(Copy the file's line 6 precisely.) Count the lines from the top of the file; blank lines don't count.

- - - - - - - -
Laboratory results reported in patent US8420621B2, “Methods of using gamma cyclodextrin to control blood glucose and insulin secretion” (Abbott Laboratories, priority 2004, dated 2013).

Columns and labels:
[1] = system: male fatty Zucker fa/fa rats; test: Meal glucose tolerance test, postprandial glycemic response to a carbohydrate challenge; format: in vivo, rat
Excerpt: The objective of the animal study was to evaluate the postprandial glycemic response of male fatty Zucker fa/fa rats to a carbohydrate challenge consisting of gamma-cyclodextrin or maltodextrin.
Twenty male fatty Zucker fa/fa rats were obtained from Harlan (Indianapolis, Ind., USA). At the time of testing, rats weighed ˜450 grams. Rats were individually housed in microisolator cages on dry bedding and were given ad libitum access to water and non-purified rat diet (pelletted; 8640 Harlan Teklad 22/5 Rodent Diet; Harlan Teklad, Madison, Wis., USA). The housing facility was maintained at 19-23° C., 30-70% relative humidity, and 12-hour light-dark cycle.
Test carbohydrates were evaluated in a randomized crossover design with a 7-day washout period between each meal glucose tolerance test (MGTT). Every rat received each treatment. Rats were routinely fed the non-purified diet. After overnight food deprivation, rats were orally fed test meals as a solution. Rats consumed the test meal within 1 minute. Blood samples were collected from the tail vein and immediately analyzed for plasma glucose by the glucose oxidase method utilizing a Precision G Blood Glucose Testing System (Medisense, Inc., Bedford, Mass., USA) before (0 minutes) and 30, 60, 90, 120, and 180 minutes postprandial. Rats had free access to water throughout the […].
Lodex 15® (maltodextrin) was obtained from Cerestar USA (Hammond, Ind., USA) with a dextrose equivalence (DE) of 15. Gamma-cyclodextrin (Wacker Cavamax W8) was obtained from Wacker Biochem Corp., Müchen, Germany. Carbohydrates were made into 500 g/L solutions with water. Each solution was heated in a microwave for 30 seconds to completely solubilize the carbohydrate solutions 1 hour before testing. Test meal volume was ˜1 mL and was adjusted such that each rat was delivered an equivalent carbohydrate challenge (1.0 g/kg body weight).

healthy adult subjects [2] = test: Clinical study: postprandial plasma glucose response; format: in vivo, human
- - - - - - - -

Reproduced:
Test carbohydrates were evaluated in a randomized crossover design with a 7-day washout period between each meal glucose tolerance test (MGTT). Every rat received each treatment. Rats were routinely fed the non-purified diet. After overnight food deprivation, rats were orally fed test meals as a solution. Rats consumed the test meal within 1 minute. Blood samples were collected from the tail vein and immediately analyzed for plasma glucose by the glucose oxidase method utilizing a Precision G Blood Glucose Testing System (Medisense, Inc., Bedford, Mass., USA) before (0 minutes) and 30, 60, 90, 120, and 180 minutes postprandial. Rats had free access to water throughout the […].